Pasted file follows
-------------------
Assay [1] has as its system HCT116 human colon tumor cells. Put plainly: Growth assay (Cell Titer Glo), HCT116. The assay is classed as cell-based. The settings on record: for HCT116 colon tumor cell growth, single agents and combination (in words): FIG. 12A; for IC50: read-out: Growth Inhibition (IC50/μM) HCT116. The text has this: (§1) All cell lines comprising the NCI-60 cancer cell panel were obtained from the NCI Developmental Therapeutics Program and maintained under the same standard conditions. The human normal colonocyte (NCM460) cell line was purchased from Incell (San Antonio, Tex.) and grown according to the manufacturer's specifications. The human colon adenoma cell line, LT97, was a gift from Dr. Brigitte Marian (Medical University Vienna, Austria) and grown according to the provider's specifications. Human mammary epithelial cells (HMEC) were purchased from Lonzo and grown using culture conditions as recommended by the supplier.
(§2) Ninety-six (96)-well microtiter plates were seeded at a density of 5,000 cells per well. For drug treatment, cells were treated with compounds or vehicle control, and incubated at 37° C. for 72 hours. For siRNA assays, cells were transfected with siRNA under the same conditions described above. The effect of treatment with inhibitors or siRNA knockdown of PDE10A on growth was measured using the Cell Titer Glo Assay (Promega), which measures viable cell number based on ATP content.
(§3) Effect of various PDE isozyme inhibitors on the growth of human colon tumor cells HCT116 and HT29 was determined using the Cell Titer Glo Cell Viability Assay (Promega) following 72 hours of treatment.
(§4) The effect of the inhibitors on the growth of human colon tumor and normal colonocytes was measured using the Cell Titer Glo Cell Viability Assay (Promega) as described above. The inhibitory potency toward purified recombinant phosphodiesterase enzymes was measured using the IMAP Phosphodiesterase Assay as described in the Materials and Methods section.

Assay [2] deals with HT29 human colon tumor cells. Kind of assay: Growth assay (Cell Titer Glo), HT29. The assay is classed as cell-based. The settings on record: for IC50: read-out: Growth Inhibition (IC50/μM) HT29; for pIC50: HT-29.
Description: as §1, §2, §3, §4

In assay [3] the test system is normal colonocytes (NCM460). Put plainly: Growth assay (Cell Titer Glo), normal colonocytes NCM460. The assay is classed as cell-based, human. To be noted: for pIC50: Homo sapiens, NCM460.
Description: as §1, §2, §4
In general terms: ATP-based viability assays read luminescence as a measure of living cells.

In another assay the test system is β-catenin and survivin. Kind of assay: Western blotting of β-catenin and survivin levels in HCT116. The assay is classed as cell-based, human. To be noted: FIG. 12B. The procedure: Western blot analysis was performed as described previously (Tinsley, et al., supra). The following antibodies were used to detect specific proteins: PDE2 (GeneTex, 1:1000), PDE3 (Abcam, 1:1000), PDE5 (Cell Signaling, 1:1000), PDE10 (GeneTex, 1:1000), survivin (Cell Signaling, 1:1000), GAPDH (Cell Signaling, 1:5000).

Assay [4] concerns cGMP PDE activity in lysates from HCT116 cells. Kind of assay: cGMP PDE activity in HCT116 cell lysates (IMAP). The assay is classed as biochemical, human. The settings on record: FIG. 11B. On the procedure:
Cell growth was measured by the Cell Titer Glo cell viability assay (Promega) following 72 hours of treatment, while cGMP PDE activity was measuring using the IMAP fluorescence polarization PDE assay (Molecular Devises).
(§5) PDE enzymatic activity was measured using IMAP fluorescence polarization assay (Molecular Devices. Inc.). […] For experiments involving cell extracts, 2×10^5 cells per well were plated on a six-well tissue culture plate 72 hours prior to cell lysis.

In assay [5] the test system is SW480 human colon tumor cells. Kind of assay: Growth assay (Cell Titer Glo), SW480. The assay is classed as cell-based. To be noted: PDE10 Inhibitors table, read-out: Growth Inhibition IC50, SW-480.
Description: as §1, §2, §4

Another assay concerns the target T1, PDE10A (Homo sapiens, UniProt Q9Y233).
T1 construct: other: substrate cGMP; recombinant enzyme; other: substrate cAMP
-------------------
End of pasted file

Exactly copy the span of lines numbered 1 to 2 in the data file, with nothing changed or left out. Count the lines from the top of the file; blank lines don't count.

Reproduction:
Assay [1] has as its system HCT116 human colon tumor cells. Put plainly: Growth assay (Cell Titer Glo), HCT116. The assay is classed as cell-based. The settings on record: for HCT116 colon tumor cell growth, single agents and combination (in words): FIG. 12A; for IC50: read-out: Growth Inhibition (IC50/μM) HCT116. The text has this: (§1) All cell lines comprising the NCI-60 cancer cell panel were obtained from the NCI Developmental Therapeutics Program and maintained under the same standard conditions. The human normal colonocyte (NCM460) cell line was purchased from Incell (San Antonio, Tex.) and grown according to the manufacturer's specifications. The human colon adenoma cell line, LT97, was a gift from Dr. Brigitte Marian (Medical University Vienna, Austria) and grown according to the provider's specifications. Human mammary epithelial cells (HMEC) were purchased from Lonzo and grown using culture conditions as recommended by the supplier.
(§2) Ninety-six (96)-well microtiter plates were seeded at a density of 5,000 cells per well. For drug treatment, cells were treated with compounds or vehicle control, and incubated at 37° C. for 72 hours. For siRNA assays, cells were transfected with siRNA under the same conditions described above. The effect of treatment with inhibitors or siRNA knockdown of PDE10A on growth was measured using the Cell Titer Glo Assay (Promega), which measures viable cell number based on ATP content.